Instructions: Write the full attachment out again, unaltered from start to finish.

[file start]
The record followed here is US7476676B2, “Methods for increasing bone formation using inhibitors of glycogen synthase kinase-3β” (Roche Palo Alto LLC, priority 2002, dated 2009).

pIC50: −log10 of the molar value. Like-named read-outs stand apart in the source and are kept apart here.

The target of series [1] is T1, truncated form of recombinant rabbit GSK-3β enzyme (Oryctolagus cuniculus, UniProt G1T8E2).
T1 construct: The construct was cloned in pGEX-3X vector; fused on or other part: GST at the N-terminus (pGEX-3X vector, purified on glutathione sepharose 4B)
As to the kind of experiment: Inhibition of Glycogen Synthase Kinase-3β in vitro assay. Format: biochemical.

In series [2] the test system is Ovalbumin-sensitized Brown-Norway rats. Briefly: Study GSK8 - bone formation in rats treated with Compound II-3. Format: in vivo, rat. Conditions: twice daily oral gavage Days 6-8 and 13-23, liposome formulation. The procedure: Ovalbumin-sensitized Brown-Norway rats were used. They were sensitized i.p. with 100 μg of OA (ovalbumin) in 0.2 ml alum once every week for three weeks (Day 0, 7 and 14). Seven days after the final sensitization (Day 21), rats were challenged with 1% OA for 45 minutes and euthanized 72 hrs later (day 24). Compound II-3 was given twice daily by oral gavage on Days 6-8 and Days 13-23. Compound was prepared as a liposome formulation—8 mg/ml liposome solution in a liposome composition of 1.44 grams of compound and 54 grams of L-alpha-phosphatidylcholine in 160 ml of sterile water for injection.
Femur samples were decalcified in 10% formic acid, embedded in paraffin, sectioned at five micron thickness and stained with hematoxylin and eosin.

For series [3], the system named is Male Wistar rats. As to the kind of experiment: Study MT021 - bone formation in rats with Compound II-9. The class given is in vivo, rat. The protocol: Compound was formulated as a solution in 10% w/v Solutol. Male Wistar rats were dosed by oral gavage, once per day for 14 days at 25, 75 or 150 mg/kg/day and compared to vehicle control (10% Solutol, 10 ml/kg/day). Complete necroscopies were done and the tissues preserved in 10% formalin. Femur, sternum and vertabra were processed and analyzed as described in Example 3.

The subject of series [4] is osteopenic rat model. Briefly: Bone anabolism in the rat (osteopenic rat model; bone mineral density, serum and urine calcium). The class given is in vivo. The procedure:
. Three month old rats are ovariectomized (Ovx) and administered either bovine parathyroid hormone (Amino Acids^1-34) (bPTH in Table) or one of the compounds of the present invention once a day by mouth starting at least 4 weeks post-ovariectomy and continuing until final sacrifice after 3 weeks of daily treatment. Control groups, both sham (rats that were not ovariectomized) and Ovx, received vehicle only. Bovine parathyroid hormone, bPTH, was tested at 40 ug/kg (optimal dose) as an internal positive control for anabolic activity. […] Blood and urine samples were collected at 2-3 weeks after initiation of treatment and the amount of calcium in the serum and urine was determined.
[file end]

The record followed here is US7476676B2, “Methods for increasing bone formation using inhibitors of glycogen synthase kinase-3β” (Roche Palo Alto LLC, priority 2002, dated 2009).

pIC50: −log10 of the molar value. Like-named read-outs stand apart in the source and are kept apart here.

The target of series [1] is T1, truncated form of recombinant rabbit GSK-3β enzyme (Oryctolagus cuniculus, UniProt G1T8E2).
T1 construct: The construct was cloned in pGEX-3X vector; fused on or other part: GST at the N-terminus (pGEX-3X vector, purified on glutathione sepharose 4B)
As to the kind of experiment: Inhibition of Glycogen Synthase Kinase-3β in vitro assay. Format: biochemical.

In series [2] the test system is Ovalbumin-sensitized Brown-Norway rats. Briefly: Study GSK8 - bone formation in rats treated with Compound II-3. Format: in vivo, rat. Conditions: twice daily oral gavage Days 6-8 and 13-23, liposome formulation. The procedure: Ovalbumin-sensitized Brown-Norway rats were used. They were sensitized i.p. with 100 μg of OA (ovalbumin) in 0.2 ml alum once every week for three weeks (Day 0, 7 and 14). Seven days after the final sensitization (Day 21), rats were challenged with 1% OA for 45 minutes and euthanized 72 hrs later (day 24). Compound II-3 was given twice daily by oral gavage on Days 6-8 and Days 13-23. Compound was prepared as a liposome formulation—8 mg/ml liposome solution in a liposome composition of 1.44 grams of compound and 54 grams of L-alpha-phosphatidylcholine in 160 ml of sterile water for injection.
Femur samples were decalcified in 10% formic acid, embedded in paraffin, sectioned at five micron thickness and stained with hematoxylin and eosin.

For series [3], the system named is Male Wistar rats. As to the kind of experiment: Study MT021 - bone formation in rats with Compound II-9. The class given is in vivo, rat. The protocol: Compound was formulated as a solution in 10% w/v Solutol. Male Wistar rats were dosed by oral gavage, once per day for 14 days at 25, 75 or 150 mg/kg/day and compared to vehicle control (10% Solutol, 10 ml/kg/day). Complete necroscopies were done and the tissues preserved in 10% formalin. Femur, sternum and vertabra were processed and analyzed as described in Example 3.

The subject of series [4] is osteopenic rat model. Briefly: Bone anabolism in the rat (osteopenic rat model; bone mineral density, serum and urine calcium). The class given is in vivo. The procedure:
. Three month old rats are ovariectomized (Ovx) and administered either bovine parathyroid hormone (Amino Acids^1-34) (bPTH in Table) or one of the compounds of the present invention once a day by mouth starting at least 4 weeks post-ovariectomy and continuing until final sacrifice after 3 weeks of daily treatment. Control groups, both sham (rats that were not ovariectomized) and Ovx, received vehicle only. Bovine parathyroid hormone, bPTH, was tested at 40 ug/kg (optimal dose) as an internal positive control for anabolic activity. […] Blood and urine samples were collected at 2-3 weeks after initiation of treatment and the amount of calcium in the serum and urine was determined.